A veteran Arab member of Meretz slammed a deal on Monday between his party and Labor-Gesher to run together on a unified slate in the upcoming Knesset elections, warning that Arab voters will not turn out in high numbers to vote for the merged list’s current makeup.
Meretz and Labor-Gesher announced on Monday morning that they agreed to run on a unified list, which did not include Arab representation among its first ten slots.
“Arabs want to be partners. Not decorations,” Issawi Frej, a former Meretz MK who was given the 11th slot on the unified slate, told The Times of Israel.
“If the agreement holds, Arabs definitely will not cast ballots for us in a significant way. What I am going to tell them? Vote for a party that does not put them in an important spot on its list?” he stated.
Frej lost his Knesset seat in the national elections in September. He was in the 6th slot on the Democratic Union list, which included Meretz and only won five seats. He had been an MK since 2013.
The upcoming vote is slated to take place on March 2, but parties are required to submit their final slates to the Central Elections Committee on Wednesday.
Frej accused Meretz chief Nitzan Horowitz, who brokered the deal with Labor-Gesher, of acting against his party’s principles.
“What he did demonstrated a lack of leadership and it contradicts our party’s values that affirm Jewish-Arab partnership,” he said.
Meretz is a left-wing party that has historically supported granting Arab Israelis equal rights.
A spokesperson for Horowitz responded to Frej’s rebuke of the Meretz chief, arguing that he still has a chance at being elected to the Knesset in the 11th slot.
“It is important that Frej knows that he is in a realistic spot,” she said in a text message.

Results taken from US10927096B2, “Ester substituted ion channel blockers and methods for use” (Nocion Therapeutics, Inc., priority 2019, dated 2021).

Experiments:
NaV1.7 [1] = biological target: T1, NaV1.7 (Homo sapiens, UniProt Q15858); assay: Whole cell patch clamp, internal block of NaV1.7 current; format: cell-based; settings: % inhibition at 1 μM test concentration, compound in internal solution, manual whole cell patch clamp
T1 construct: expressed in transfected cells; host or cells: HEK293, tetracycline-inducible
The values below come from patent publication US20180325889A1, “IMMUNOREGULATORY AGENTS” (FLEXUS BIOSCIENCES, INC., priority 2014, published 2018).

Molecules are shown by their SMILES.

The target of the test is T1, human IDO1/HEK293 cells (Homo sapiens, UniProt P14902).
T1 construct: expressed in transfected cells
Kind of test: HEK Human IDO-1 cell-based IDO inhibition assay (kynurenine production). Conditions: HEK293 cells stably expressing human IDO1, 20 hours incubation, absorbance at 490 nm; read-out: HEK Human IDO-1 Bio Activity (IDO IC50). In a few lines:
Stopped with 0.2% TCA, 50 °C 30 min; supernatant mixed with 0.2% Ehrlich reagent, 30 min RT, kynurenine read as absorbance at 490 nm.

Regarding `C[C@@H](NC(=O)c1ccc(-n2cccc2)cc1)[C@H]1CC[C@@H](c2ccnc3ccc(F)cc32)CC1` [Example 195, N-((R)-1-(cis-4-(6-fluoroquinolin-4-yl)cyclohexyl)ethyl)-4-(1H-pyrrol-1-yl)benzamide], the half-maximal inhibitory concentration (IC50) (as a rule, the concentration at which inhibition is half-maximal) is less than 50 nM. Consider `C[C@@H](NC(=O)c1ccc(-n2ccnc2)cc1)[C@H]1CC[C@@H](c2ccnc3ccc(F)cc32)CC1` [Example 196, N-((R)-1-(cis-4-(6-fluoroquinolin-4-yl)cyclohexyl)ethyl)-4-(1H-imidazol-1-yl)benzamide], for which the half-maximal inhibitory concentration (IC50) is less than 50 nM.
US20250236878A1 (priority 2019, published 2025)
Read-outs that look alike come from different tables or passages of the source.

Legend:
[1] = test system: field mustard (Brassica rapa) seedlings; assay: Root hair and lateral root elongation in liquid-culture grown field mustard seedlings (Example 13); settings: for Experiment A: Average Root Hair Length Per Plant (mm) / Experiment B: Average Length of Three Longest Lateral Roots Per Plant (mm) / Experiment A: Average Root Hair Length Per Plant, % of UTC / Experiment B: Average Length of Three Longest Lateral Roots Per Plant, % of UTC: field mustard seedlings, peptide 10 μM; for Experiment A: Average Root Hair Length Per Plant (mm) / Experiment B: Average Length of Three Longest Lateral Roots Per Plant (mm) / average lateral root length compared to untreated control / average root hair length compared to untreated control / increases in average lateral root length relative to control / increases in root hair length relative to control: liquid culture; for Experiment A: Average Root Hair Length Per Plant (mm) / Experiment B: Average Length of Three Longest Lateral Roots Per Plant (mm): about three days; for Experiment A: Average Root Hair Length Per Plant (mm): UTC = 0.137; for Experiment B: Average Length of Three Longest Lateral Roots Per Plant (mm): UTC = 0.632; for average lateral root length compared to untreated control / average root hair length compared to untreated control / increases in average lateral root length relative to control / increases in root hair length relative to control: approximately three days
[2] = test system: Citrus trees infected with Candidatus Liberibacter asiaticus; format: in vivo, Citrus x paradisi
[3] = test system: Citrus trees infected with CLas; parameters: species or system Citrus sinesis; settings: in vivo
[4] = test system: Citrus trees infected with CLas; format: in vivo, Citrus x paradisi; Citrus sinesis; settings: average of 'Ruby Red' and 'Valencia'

A poll published by Channel 12 on Monday indicated if elections were held today, the unified Meretz and Labor-Gesher slate would win nine seats in parliament.
Horowitz hailed the Meretz and Labor-Gesher merger on Monday as a “historic step.”
“This merger is good for anyone wants to see a different government here. [It] is good news for the center-left bloc and bad news for [Prime Minister Benjamin] Netanyahu,” he said at a press conference in Tel Aviv.
Recent polls had shown both Meretz and Labor-Gesher hovering at between four and six Knesset seats, possibly in danger of falling below the 3.25% threshold of total votes required to enter the Knesset.
Meretz’s central committee is expected to convene Tuesday at 5PM to vote whether to approve the merger with Labor-Gesher.
Frej said he hopes the body will scuttle the deal: “I will explain to them why I think it is so problematic.”
Afif Abu Much, a prominent political activist from Baqa al-Gharbiya and a contributor to the Al-Monitor news site, also argued the merger reflects the center-left’s disdain for Arab Israelis.
“This development shows they want the Arab citizens to be their servants,” he said in a phone call.